Yes, one could say that in a narrative sense there is no real conflict or drama between the intruder and the guards; without interaction between the characters, the narrative context is largely left to the player to keep in mind (or to not). But games as a whole are rather notorious for making/trying to make fun, interesting experiences out of taking on one after another of a slew of relatively faceless opponents; this is not unique to stealth.
"Stealth does not offer resolution." Again, I don't see an inherent problem. In fact, this runs counter to one of the things I most enjoy about games like Thief and Deus Ex: the feeling that I have mastered the people, not just the environment. That I can handle the active elements within the environment in such a way that I don't even need to touch them, don't need resolution; because what I'm ultimately after has nothing to do with some two-bit guard. Besides, sneaking past NPCs often does offer "resolution" in that you won't have to deal with them again; only if you have to backtrack, or if you run into problems while they're still in earshot, will you ever encounter them again, even if you did leave them standing. Yes, you usually don't want repetition - but then, if the game designers predict you may re-visit areas in a game, they could invest some time in making sure the situation has changed into a new set of problems when you return. Indeed, I think lack of resolution is helpful to any game that is attempting to make you feel vulnerable, whether or not stealth is involved. Games like Resident Evil 4 - or, hey, Thief - come to mind as ones that were improved by uncertainty, because they created a feeling of vulnerability, which in both those games enhanced the experience for me in a way I think the devs intended.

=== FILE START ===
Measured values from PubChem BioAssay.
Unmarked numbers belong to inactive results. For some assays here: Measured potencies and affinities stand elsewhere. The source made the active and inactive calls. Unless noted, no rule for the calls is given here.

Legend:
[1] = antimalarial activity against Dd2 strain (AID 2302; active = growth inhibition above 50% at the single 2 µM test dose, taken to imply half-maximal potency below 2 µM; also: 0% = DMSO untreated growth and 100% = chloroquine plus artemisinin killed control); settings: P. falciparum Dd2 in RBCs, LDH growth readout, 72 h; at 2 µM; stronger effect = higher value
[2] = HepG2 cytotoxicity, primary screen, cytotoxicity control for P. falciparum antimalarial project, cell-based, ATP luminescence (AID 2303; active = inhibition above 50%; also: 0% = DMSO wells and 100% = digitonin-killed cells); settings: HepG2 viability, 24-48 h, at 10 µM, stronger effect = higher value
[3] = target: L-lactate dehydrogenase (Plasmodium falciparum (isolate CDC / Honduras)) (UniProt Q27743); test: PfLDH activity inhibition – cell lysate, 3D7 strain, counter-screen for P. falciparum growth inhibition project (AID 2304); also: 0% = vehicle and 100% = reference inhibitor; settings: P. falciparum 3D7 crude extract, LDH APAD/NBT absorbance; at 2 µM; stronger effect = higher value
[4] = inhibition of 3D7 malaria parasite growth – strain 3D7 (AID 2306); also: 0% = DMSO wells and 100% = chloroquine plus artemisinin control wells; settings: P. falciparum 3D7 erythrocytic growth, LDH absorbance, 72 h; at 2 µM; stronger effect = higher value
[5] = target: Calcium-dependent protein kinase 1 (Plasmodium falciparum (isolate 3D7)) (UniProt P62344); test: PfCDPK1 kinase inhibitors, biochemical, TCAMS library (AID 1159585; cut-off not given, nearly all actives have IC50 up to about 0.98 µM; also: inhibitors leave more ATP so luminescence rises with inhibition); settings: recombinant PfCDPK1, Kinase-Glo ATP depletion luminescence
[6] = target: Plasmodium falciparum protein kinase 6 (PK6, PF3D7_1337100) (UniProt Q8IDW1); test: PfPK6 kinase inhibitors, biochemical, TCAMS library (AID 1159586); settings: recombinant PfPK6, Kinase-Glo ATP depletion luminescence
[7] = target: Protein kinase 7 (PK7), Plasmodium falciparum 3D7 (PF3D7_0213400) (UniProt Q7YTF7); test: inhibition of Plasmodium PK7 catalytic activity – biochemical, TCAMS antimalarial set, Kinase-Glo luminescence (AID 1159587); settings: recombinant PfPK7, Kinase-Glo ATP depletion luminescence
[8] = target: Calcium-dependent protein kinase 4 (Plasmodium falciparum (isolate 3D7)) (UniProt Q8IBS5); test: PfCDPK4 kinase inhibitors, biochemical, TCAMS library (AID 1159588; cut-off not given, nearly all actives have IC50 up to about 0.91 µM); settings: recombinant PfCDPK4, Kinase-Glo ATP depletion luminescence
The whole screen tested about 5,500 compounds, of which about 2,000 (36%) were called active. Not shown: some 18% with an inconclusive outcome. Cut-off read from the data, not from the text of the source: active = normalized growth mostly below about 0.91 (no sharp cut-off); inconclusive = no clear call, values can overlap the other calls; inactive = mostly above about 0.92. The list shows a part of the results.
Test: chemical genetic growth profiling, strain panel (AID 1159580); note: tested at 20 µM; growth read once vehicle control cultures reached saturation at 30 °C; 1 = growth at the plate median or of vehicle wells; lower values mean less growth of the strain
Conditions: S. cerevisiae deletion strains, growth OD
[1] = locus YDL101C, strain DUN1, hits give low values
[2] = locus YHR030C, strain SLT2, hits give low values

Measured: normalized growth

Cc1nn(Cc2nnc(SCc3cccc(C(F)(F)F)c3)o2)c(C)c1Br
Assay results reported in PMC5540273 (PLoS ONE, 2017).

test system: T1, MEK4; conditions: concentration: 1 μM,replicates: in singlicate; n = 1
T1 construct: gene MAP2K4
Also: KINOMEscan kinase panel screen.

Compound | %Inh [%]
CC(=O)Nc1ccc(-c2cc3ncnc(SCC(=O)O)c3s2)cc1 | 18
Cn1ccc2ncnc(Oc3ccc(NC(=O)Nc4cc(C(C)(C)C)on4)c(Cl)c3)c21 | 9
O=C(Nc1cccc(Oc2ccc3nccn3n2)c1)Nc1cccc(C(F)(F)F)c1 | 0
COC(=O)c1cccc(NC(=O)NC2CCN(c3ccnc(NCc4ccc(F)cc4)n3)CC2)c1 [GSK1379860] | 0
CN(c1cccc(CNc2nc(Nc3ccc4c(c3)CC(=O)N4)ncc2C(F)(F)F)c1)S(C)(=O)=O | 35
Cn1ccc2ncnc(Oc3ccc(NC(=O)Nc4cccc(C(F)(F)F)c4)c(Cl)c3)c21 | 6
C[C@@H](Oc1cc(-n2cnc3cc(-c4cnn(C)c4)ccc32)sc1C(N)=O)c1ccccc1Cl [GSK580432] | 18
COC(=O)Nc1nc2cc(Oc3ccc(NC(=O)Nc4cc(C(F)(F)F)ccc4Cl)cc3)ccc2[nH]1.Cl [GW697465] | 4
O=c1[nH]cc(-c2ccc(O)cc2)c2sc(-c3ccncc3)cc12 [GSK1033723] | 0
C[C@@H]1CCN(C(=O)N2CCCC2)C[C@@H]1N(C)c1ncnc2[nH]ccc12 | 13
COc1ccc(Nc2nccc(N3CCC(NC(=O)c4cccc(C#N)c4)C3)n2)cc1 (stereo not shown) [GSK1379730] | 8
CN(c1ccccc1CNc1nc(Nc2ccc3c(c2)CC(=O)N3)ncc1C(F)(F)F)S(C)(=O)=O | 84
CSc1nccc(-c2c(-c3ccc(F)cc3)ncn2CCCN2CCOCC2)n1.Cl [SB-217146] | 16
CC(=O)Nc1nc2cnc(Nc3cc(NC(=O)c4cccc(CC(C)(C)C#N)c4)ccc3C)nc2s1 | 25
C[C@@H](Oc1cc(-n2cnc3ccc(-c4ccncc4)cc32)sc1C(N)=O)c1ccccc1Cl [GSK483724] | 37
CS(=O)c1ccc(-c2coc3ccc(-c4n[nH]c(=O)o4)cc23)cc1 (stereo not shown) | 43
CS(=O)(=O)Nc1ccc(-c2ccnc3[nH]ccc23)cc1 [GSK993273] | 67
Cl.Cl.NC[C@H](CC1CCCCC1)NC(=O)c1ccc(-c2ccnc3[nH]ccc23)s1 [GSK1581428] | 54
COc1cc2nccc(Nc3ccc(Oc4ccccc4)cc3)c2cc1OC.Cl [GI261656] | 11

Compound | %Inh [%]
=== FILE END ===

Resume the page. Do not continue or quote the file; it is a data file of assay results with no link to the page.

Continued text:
"Stealth removes the ability for the player to pace gameplay." This point I agree with. Mind you, other games also remove the ability for the player to pace gameplay, but they tend to do this in the opposite direction. For instance, in a platformer, the ground may begin crumbling under you, forcing you to move through a portion of the game at a minimum speed; or in a shooter, enemies may rush at you or otherwise do things that dictate the pace of play. This can be frustrating (I'm thinking of Mass Effect and enemy's absolute love of charging your position in that game) but these are all things that tend to ramp up the speed, so at least you aren't likely to be bored. The problem of "downtime" definitely seems limited to stealth, and perhaps a few other genres like RTS. I think it could be resolved pretty simply by letting the player control game speed, but when playing a specific character in a stealth game, that could work against immersion.